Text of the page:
Archive for December, 2009

December 14th, 2009

I must get out more often

Last Wednesday was one of those rare occasions that I was allowed out from behind my desk and off into the real world. We’d been invited to take part in a Networking Day staged by Birmingham City Council. The event was billed as an opportunity for arts organisations to meet extended schools co-ordinators and other school representatives.

I have to confess I’m not exactly the first person to volunteer for these sorts of events. They can be a bit dull, and often attended by people who have been told to attend by their boss rather than wanting to be there. However, with another big event that day (Tapestry was being presented to Directors of Children’s Services on the other side of town), the job fell to me and Gavin, our administrator.

And I have to say I was really glad it did. I might have cursed the weight of our display boards once or twice as we lugged them into the foyer of Symphony Hall, but once we were set up it was clear it was going to be more than worth it. The attendees – extended schools to begin with, schools later on – were interested and enthusiastic. We had the opportunity to present a workshop on using drama and storytelling to support children with English as an Additional Language which drew a small but eager group. I had the chance to talk to lots of different people about our work, about what they needed, and about how we could help them.

But there was more. In what we call in our evaluation reports an ‘additional outcome’, myself and Gavin also had the chance to network with other companies. It’s so rare that we all come together in one place, showing our wares and getting chance to chat, seeing some old faces but a good array of new ones too. I’m sure more than one partnership was brokered that day.

All in all a really good way to spend an afternoon. I should really try and get out more often. 

To find out more about our extended schools work, you can have a look at Gangs & community cohesion, Holiday projectsEnglish as an Additional Language. Also our theatre-in-education tour Tapestry (Preventing Violent Extremism)  which has been mounted in out-of-school settings

Cheryl S
December 2nd, 2009

Be quick, don’t waffle, and just write the darn thing….

This is my second attempt at writing a blog.  The first one, on reading it back, was too long and too relevant to that week at the beginning of November, therefore it would read as old news today.  Here I go again.

Note to self: be quick, don’t waffle, and just write the darn thing….

Here I am in the office awaiting the imminent last trip into school tomorrow with our newly devised and flawlessly written programme The Last Train, a participatory theatre-in-education piece that engages year 5 & 6 children.  I had the privilege of creating this key stage 2 programme as part of a fabulous team at The Play House;  John Flitcroft and I, who were the permanent staff involved, director Geoff Readman, writer & audio specialist Charlotte Goodwin, designers Dawn Allsopp with Emma Thompson and freelance teacher/actor Toni Midlane.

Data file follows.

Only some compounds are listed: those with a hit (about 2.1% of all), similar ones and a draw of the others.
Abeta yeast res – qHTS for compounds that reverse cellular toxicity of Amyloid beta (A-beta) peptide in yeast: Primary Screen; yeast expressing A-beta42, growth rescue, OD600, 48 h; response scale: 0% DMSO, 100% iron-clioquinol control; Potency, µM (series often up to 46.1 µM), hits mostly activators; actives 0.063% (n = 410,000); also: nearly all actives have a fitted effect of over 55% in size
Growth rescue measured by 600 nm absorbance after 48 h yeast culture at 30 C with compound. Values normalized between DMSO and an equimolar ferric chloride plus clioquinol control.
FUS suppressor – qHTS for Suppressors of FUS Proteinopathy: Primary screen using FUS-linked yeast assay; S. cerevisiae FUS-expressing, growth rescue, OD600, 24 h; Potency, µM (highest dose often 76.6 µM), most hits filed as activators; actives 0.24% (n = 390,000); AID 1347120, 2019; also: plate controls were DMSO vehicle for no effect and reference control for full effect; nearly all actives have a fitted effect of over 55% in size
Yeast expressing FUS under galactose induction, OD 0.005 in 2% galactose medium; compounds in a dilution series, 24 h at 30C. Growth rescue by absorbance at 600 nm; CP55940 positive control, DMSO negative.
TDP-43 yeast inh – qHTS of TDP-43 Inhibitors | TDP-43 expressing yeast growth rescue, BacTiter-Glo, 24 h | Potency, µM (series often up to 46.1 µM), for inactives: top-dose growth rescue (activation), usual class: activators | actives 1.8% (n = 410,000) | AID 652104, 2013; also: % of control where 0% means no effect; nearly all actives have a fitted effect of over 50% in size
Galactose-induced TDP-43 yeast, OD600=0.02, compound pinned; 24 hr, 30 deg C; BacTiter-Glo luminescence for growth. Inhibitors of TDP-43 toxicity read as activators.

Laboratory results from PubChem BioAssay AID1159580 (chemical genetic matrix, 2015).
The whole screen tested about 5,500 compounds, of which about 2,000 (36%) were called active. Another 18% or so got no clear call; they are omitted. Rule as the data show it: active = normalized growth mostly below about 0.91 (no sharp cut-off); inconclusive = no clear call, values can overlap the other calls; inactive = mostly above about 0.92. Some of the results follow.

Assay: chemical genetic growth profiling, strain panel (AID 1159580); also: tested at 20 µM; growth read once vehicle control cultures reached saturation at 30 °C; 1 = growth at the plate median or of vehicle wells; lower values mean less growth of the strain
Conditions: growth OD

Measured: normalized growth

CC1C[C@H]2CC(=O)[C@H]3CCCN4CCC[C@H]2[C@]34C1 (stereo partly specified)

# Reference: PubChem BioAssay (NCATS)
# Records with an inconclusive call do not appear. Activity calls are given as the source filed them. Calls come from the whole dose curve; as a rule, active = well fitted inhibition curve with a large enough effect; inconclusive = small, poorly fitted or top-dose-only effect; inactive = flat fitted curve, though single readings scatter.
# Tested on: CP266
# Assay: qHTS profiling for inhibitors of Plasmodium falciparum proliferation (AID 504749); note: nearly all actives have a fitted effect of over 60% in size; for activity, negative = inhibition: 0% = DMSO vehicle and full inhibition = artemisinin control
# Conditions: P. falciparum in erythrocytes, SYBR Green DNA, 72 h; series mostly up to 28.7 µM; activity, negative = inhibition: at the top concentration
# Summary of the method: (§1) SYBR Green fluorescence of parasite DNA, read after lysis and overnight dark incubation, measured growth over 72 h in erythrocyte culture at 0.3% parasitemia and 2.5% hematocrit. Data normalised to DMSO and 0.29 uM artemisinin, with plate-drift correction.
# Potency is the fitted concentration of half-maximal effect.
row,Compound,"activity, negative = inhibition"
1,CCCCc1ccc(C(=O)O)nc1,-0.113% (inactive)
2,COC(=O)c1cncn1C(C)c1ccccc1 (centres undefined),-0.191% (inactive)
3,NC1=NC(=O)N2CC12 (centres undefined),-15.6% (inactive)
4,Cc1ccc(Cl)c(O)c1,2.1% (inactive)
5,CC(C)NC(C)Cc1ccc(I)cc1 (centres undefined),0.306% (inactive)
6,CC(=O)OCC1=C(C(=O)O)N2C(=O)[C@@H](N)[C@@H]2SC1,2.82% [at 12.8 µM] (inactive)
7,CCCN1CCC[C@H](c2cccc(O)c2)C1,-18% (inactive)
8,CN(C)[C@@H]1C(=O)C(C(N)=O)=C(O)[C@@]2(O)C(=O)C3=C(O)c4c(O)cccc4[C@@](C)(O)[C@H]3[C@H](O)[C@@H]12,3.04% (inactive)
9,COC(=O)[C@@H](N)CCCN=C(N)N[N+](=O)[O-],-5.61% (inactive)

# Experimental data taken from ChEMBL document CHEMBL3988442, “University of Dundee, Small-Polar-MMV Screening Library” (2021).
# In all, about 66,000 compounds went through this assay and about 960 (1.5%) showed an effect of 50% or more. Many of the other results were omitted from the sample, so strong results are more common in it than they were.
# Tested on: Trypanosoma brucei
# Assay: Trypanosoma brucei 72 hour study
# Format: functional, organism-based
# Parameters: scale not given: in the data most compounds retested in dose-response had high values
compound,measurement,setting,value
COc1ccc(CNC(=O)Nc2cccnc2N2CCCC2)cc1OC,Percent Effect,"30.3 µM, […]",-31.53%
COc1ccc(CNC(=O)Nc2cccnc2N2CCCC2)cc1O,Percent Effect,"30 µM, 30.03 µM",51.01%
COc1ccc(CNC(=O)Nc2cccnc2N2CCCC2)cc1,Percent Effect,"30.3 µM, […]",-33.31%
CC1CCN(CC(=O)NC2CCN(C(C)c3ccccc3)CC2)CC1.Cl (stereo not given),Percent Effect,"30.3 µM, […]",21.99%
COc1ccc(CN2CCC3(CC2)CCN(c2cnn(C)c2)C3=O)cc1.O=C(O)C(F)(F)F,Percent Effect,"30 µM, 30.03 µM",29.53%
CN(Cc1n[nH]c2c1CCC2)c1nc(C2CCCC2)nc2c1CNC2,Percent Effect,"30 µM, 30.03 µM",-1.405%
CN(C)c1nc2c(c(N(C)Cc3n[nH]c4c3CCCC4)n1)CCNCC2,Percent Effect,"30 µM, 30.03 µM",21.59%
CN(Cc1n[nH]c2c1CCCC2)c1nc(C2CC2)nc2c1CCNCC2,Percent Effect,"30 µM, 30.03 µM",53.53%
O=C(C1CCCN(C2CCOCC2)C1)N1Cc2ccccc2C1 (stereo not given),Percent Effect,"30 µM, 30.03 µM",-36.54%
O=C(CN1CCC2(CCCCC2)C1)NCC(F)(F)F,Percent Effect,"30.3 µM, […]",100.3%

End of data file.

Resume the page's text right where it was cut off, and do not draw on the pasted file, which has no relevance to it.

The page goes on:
At the heart of this one and a half hour programme is the story of a 10 year old German Jewish girl Inge Gershon, from Berlin.  Prior to the beginning of the Second World War in 1938 a scheme called the Kindertransport was created to evacuate refugee children from cities across Europe. To escape the dreadful persecution at the hands of the Nazis, Inge’s family send her to a place of safety in England as part of the Kindertransport scheme.  The drama focuses on what life was like for families and particularly children at this time.  We see how the persecution or the Jewish people quickly changes a child’s life of normality to one full of fear and constraint.  Alongside Inges’ journey, the children see glimpses of a contemporary refugee who is seeking refuge in Birmingham today. 

The tour has been received incredibly well by children and teachers alike.  The themes and issues raised through the content of the drama are a useful stimulus for work around citizenship, history, religious education and PSHE.  The children after each session are bursting with a whole host of lines of enquiry from ‘What happened to Inge’? to ‘Why did Hitler hate the Jews’?  All of which can be followed up in the classroom through work with their teacher.

As the literal last train is about to leave the station, I will be sad not to be exploring the immensely stimulating material covered in this programme and will say a fond farewell to the whole host of characters I have had to portray. And what a pleasure it has been to work with Toni and her ever increasing pregnancy bump!.

I shall now look forward to a whistle stop whizz around the office doing all manner of ‘winding up before Christmas tasks’. Such as: writing a fine report for the afore mentioned The Last Train,  cleaning duties, set-auditing, attending new programme development days, eating mince pies, reading and planning for the new programme looming next term; Roll Up! Roll Up!, and washing up.  All to be completed in about 2 and a half days ‘cos I’m only a job share you know…

Happy Christmas to you all.

Cheryl Stott

p.s. New Year’s resolution number one – not to write any more blog entries unless threatened with my life.